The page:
How they handle security risks in Israel

There is a story making the rounds about a second secret prisoner being held by security services in Israel.  In an earlier case a Mosad agent, accused of betraying the state and referred to only as Prisoner X, was secretly held for some ten months in a “suicide proof” cell before he mysteriously committed suicide, at least according to a government investigation.  When Knesset Member (MK) Zehava Gal-On asked about Prsoner X, Public Security Minister Yitzhak Aharonovich told her that “there are no anonymous prisoners in Israel.”

The new prisoner, also assumed to be a member of the Mosad, revealed by the former attorney for Prisoner X, is being referred to as prisoner X2 and the accusations against him are supposedly far more sensational.

“The revelation that there is another secret prisoner is serious and worrying,” Gal-On wrote on Facebook. “In a democracy, there cannot be secret prisoners, with no outside supervision of where and under what conditions they are held.”

“Even worse,” she added, “in a democracy, ministers do not lie to the Knesset and the public.”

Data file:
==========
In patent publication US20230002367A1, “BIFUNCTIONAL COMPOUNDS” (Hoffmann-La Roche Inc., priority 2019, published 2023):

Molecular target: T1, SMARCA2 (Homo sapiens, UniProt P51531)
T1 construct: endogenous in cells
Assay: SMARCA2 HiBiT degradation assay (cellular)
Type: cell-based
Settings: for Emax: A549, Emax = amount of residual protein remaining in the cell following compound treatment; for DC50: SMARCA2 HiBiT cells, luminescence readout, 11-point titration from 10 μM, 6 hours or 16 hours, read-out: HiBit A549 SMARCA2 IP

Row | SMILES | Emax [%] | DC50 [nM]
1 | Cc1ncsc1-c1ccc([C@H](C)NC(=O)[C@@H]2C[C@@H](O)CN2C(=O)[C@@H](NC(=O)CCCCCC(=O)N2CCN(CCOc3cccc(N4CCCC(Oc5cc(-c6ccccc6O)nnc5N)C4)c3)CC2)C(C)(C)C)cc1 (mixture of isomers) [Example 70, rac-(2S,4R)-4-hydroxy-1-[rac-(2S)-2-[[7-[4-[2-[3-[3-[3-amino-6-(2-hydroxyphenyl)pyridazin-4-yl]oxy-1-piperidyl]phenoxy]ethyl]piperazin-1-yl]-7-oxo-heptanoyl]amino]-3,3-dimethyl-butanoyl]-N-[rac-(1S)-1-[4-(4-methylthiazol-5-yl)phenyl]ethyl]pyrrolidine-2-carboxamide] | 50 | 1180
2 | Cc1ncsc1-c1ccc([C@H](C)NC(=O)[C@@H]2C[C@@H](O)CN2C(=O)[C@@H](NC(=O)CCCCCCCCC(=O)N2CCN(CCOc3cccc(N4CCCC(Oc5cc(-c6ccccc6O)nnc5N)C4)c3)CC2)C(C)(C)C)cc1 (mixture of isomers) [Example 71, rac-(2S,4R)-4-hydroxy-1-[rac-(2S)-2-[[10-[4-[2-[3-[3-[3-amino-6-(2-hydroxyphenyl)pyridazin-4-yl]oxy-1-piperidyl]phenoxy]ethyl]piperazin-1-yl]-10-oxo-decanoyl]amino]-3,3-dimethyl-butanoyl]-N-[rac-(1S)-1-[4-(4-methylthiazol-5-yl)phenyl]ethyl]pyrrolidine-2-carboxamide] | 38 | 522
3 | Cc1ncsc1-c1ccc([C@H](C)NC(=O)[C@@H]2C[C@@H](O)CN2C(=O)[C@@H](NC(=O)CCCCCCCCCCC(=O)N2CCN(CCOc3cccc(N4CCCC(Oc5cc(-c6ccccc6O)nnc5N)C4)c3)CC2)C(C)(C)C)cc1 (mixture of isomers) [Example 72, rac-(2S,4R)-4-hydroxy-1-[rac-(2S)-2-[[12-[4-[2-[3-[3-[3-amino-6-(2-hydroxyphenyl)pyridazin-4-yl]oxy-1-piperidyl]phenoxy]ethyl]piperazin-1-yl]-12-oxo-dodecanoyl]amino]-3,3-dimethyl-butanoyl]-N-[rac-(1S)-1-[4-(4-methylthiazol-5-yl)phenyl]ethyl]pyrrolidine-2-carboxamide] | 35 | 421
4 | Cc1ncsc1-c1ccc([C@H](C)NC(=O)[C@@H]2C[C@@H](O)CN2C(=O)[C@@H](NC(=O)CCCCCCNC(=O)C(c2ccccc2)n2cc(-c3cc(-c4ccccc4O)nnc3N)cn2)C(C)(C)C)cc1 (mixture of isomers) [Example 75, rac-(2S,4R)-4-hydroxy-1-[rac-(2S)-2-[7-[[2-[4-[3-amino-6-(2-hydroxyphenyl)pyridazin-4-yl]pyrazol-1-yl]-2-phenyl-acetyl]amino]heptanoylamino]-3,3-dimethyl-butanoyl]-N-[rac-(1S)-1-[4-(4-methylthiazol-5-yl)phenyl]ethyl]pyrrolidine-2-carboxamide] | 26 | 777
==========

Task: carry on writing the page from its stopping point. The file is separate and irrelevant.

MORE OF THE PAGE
She sounds a little naive.  And, if there are two secret prisoners, the question arises as to whether there are even more.

“The thought that additional soldiers are being held in such conditions is frightening and disturbing. Only the State Comptroller has the tools to investigate,” [MK Nachman Shai] stated.

According to MK Issawi Frej (Meretz), “we are on the fast track to becoming a dark police state.”

This story caught my attention because of the obvious parallel’s with the U.S.- operated black sites.  Welcome to the new style of Western Democracy as practiced by the U.S. and their buddy, Israel, where due process is an annoyance to be avoided at all costs and where secrecy permits the routine abuse of power.

Richard Silverstein, an American blogger who writes on Israeli security and political issues, provides more coverage of the secret Israeli prisons on his blog.